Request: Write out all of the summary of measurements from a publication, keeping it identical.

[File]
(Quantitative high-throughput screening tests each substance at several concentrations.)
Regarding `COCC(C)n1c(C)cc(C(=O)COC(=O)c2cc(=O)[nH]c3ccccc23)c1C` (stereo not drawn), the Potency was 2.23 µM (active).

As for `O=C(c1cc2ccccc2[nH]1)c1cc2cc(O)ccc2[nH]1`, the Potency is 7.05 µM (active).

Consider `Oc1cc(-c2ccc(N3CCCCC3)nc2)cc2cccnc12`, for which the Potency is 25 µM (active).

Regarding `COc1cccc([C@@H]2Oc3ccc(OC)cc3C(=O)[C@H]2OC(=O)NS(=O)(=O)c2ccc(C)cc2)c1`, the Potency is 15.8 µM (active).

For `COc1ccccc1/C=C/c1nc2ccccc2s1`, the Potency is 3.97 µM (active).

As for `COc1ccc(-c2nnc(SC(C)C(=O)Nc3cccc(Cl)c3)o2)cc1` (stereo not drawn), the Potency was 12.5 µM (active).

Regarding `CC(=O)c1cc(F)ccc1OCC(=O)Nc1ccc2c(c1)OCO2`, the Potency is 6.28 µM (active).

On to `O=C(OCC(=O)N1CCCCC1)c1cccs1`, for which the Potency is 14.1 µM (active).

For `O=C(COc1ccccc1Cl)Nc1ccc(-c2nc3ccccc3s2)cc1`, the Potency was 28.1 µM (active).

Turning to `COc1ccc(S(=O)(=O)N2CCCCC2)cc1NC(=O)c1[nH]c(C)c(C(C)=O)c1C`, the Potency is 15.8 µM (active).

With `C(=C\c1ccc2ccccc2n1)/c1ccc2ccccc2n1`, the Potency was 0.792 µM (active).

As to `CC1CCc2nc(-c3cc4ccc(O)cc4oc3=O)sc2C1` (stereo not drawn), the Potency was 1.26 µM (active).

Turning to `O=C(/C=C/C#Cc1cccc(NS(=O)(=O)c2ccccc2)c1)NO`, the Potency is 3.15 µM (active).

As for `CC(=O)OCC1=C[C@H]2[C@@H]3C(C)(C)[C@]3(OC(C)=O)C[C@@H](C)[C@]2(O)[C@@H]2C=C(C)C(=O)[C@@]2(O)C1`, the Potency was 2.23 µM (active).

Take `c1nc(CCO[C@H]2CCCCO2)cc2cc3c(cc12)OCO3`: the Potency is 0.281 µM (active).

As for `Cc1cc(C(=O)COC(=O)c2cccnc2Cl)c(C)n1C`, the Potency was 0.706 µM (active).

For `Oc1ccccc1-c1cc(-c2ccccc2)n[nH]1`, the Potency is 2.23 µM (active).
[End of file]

(Quantitative high-throughput screening tests each substance at several concentrations.)
Regarding `COCC(C)n1c(C)cc(C(=O)COC(=O)c2cc(=O)[nH]c3ccccc23)c1C` (stereo not drawn), the Potency was 2.23 µM (active).

As for `O=C(c1cc2ccccc2[nH]1)c1cc2cc(O)ccc2[nH]1`, the Potency is 7.05 µM (active).

Consider `Oc1cc(-c2ccc(N3CCCCC3)nc2)cc2cccnc12`, for which the Potency is 25 µM (active).

Regarding `COc1cccc([C@@H]2Oc3ccc(OC)cc3C(=O)[C@H]2OC(=O)NS(=O)(=O)c2ccc(C)cc2)c1`, the Potency is 15.8 µM (active).

For `COc1ccccc1/C=C/c1nc2ccccc2s1`, the Potency is 3.97 µM (active).

As for `COc1ccc(-c2nnc(SC(C)C(=O)Nc3cccc(Cl)c3)o2)cc1` (stereo not drawn), the Potency was 12.5 µM (active).

Regarding `CC(=O)c1cc(F)ccc1OCC(=O)Nc1ccc2c(c1)OCO2`, the Potency is 6.28 µM (active).

On to `O=C(OCC(=O)N1CCCCC1)c1cccs1`, for which the Potency is 14.1 µM (active).

For `O=C(COc1ccccc1Cl)Nc1ccc(-c2nc3ccccc3s2)cc1`, the Potency was 28.1 µM (active).

Turning to `COc1ccc(S(=O)(=O)N2CCCCC2)cc1NC(=O)c1[nH]c(C)c(C(C)=O)c1C`, the Potency is 15.8 µM (active).

With `C(=C\c1ccc2ccccc2n1)/c1ccc2ccccc2n1`, the Potency was 0.792 µM (active).

As to `CC1CCc2nc(-c3cc4ccc(O)cc4oc3=O)sc2C1` (stereo not drawn), the Potency was 1.26 µM (active).

Turning to `O=C(/C=C/C#Cc1cccc(NS(=O)(=O)c2ccccc2)c1)NO`, the Potency is 3.15 µM (active).

As for `CC(=O)OCC1=C[C@H]2[C@@H]3C(C)(C)[C@]3(OC(C)=O)C[C@@H](C)[C@]2(O)[C@@H]2C=C(C)C(=O)[C@@]2(O)C1`, the Potency was 2.23 µM (active).

Take `c1nc(CCO[C@H]2CCCCO2)cc2cc3c(cc12)OCO3`: the Potency is 0.281 µM (active).

As for `Cc1cc(C(=O)COC(=O)c2cccnc2Cl)c(C)n1C`, the Potency was 0.706 µM (active).

For `Oc1ccccc1-c1cc(-c2ccccc2)n[nH]1`, the Potency is 2.23 µM (active).